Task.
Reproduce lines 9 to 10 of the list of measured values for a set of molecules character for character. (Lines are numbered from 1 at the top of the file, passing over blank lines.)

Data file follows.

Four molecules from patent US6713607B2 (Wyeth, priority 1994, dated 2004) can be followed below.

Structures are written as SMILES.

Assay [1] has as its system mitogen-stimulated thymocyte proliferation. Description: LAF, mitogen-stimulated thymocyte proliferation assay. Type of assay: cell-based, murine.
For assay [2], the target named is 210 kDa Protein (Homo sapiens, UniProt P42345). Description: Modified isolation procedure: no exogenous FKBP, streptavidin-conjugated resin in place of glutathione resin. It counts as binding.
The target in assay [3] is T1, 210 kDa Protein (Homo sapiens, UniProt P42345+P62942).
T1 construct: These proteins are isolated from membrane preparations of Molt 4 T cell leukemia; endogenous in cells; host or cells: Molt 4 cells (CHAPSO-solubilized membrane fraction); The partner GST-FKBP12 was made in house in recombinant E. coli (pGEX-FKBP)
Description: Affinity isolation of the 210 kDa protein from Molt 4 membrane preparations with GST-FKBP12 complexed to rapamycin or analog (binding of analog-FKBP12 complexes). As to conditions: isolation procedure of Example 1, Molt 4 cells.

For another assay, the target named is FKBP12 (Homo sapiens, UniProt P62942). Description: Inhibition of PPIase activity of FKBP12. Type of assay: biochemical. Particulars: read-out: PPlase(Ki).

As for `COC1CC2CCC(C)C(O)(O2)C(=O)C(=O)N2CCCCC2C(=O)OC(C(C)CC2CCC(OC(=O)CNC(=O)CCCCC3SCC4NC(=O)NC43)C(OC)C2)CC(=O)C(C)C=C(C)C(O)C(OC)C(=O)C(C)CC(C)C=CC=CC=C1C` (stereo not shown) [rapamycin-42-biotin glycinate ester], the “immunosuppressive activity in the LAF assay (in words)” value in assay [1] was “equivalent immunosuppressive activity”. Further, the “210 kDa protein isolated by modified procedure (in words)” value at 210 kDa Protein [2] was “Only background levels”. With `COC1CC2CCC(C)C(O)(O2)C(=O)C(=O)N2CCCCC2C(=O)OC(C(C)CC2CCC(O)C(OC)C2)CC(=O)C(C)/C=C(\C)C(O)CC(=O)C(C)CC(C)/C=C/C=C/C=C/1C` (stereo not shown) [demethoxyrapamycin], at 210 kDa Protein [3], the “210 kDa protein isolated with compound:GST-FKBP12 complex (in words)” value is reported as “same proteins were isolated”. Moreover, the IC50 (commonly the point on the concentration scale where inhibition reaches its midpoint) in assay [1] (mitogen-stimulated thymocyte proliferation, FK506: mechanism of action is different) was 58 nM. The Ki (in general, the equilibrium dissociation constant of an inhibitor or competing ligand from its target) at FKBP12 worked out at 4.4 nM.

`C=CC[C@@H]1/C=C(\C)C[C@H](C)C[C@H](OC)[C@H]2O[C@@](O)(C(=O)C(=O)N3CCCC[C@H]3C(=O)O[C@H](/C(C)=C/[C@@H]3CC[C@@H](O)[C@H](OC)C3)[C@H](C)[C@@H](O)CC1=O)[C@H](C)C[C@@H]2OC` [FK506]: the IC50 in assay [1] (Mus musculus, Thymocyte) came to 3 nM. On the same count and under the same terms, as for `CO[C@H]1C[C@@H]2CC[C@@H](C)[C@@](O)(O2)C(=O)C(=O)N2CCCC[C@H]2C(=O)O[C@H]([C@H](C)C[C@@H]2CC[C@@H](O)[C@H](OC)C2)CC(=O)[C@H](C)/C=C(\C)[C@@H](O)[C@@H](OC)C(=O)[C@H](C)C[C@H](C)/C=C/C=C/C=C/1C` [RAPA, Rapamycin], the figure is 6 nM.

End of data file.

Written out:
As for `COC1CC2CCC(C)C(O)(O2)C(=O)C(=O)N2CCCCC2C(=O)OC(C(C)CC2CCC(OC(=O)CNC(=O)CCCCC3SCC4NC(=O)NC43)C(OC)C2)CC(=O)C(C)C=C(C)C(O)C(OC)C(=O)C(C)CC(C)C=CC=CC=C1C` (stereo not shown) [rapamycin-42-biotin glycinate ester], the “immunosuppressive activity in the LAF assay (in words)” value in assay [1] was “equivalent immunosuppressive activity”. Further, the “210 kDa protein isolated by modified procedure (in words)” value at 210 kDa Protein [2] was “Only background levels”. With `COC1CC2CCC(C)C(O)(O2)C(=O)C(=O)N2CCCCC2C(=O)OC(C(C)CC2CCC(O)C(OC)C2)CC(=O)C(C)/C=C(\C)C(O)CC(=O)C(C)CC(C)/C=C/C=C/C=C/1C` (stereo not shown) [demethoxyrapamycin], at 210 kDa Protein [3], the “210 kDa protein isolated with compound:GST-FKBP12 complex (in words)” value is reported as “same proteins were isolated”. Moreover, the IC50 (commonly the point on the concentration scale where inhibition reaches its midpoint) in assay [1] (mitogen-stimulated thymocyte proliferation, FK506: mechanism of action is different) was 58 nM. The Ki (in general, the equilibrium dissociation constant of an inhibitor or competing ligand from its target) at FKBP12 worked out at 4.4 nM.

`C=CC[C@@H]1/C=C(\C)C[C@H](C)C[C@H](OC)[C@H]2O[C@@](O)(C(=O)C(=O)N3CCCC[C@H]3C(=O)O[C@H](/C(C)=C/[C@@H]3CC[C@@H](O)[C@H](OC)C3)[C@H](C)[C@@H](O)CC1=O)[C@H](C)C[C@@H]2OC` [FK506]: the IC50 in assay [1] (Mus musculus, Thymocyte) came to 3 nM. On the same count and under the same terms, as for `CO[C@H]1C[C@@H]2CC[C@@H](C)[C@@](O)(O2)C(=O)C(=O)N2CCCC[C@H]2C(=O)O[C@H]([C@H](C)C[C@@H]2CC[C@@H](O)[C@H](OC)C2)CC(=O)[C@H](C)/C=C(\C)[C@@H](O)[C@@H](OC)C(=O)[C@H](C)C[C@H](C)/C=C/C=C/C=C/1C` [RAPA, Rapamycin], the figure is 6 nM.